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Kraftwerk - Kraftwerk 2 CD (album) cover




Progressive Electronic

3.15 | 112 ratings

From, the ultimate progressive rock music website

2 stars Kraftwerk 2 is, as the title suggests, the second studio album from electronic band Kraftwerk. With the departure of drummer Klaus Dinger, who went to form the band Neu!, Kraftwerk was reduced to the duo of Ralf Hütter and Florian Schneider. With no drums, how do they continue with a Krautrock sound? Well, they don't, but it's not electronic music yet either. Instead, this is more of a "We'll do whatever weird shit we want" kind of album. There is lots of random noise to be heard here, which is not something I look for.

Don't be completely worried though, as Kraftwerk still relies on repetitive rhythms and still keeps some structure into their music. The opening song's name may sound familiar, as Kraftwerk's private recording studio Kling Klang was named after this opening track. This song takes place as the longest of the album, and the majority of it is based around a pretty boring repetitive melody. I must say though that it sounds interestingly similar to a passage in Autobahn's title track, and props to this song if it led to the creation of that masterpiece. However, it starts out with eerie out-of-tune bells and triangles, which is not pleasant listening in any way. Then you have "Atem", which is just three minutes of someone breathing, giving a pretty uncomfortable vibe plus just being useless.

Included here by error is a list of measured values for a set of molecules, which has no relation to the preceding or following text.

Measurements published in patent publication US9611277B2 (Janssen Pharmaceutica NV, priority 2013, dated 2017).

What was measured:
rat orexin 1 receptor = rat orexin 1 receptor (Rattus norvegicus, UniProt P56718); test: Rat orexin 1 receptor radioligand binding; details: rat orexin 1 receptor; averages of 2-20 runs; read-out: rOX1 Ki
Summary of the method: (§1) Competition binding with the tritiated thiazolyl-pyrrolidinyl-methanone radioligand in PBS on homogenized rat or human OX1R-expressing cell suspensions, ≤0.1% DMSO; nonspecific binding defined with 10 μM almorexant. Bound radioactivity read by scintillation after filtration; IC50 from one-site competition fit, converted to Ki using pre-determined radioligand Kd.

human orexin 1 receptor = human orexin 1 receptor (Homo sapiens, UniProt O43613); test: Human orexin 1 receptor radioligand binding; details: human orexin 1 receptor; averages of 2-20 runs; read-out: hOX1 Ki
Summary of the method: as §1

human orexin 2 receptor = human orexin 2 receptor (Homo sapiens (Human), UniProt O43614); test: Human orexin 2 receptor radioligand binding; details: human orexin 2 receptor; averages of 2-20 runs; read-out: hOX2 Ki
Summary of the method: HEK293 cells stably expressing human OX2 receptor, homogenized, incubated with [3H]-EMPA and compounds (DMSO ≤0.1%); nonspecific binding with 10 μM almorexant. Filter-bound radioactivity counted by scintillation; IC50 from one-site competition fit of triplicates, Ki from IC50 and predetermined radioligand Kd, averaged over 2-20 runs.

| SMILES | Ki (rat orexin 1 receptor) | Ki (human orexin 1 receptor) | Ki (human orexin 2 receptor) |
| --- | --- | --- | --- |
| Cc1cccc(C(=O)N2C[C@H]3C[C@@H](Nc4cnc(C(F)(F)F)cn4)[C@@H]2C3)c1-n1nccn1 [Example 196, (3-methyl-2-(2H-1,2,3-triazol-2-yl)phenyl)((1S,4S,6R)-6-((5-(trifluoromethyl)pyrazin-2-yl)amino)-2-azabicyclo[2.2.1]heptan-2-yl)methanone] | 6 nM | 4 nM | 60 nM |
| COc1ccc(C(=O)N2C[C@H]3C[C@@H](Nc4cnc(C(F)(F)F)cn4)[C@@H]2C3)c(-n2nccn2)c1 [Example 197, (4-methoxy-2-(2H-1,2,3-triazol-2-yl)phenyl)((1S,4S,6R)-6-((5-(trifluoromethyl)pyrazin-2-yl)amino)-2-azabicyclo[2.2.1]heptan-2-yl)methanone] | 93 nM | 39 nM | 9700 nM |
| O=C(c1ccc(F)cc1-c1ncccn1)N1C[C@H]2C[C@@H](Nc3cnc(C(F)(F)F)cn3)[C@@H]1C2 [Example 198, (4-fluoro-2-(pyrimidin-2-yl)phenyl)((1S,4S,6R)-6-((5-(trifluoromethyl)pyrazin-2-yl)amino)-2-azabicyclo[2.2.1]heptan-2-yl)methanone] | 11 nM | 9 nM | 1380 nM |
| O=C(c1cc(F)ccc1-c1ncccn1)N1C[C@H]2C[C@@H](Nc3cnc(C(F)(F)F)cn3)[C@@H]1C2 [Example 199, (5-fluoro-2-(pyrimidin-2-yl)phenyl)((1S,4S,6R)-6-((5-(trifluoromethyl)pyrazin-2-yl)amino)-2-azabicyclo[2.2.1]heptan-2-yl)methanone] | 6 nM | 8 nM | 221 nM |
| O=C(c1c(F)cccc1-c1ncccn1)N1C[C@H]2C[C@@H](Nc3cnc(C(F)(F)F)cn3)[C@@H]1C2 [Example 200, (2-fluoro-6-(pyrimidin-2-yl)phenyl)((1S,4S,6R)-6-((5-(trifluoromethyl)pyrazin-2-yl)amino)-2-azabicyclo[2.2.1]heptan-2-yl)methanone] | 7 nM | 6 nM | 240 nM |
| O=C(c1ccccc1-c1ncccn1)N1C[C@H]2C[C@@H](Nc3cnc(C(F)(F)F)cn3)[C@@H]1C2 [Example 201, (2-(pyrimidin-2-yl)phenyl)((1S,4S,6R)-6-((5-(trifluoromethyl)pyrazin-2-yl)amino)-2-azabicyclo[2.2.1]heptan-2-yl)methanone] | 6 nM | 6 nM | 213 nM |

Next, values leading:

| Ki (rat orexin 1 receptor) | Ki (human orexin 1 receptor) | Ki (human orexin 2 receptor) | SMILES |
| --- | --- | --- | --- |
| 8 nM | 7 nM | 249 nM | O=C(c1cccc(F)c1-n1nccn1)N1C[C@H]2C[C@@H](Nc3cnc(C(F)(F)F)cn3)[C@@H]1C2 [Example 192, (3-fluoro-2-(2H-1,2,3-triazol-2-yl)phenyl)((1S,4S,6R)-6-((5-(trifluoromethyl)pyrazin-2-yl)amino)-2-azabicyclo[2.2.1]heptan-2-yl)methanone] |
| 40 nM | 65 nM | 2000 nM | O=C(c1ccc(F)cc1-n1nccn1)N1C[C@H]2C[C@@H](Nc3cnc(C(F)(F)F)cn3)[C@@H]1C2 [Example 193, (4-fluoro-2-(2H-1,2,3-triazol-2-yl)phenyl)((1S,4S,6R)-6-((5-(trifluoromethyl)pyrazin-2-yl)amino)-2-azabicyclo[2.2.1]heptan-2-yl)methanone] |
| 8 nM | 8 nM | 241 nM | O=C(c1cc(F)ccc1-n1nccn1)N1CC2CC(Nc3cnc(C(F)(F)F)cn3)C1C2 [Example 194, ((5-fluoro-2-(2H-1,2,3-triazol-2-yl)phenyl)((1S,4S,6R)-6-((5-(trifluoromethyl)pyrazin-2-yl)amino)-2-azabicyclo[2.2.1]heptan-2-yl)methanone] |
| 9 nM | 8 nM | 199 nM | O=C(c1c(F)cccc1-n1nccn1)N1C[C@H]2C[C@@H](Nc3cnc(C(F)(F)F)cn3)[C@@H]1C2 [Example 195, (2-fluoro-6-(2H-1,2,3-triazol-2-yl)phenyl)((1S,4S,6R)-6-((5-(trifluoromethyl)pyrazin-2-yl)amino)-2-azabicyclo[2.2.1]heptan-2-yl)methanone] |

The second side of the album doesn't have much going for it either, unfortunately. "Spule 4" is just mostly silence with occasional out-of-tune guitar riffs which just sound like someone plucking a guitar for the first time with no previous musical experience. "Harmonika" is just high-pitched noise, that will most likely make your ears bleed. While so far this album sounds pretty bad, there is some saving grace. "Strom" is a pretty decent song, relying on a droning riff and some symphonic instrumentation. The real winner is "Wellenlänge", which sounds like if Tool devoted an entire nine-minute long song to the experimental acoustic interludes of their albums. You hear droning bass reverb, subtle acoustic plucking with a bit of melancholic touch.

Unfortunately, Kraftwerk 2 is a step-down from the debut which had a bit more structure. It is definitely worth listening to "Wellenlänge", but the rest of the album isn't anything worth writing home about. Kraftwerk would certainly find their way on the next album, along with developing what they are known for.

Pastmaster | 2/5 |


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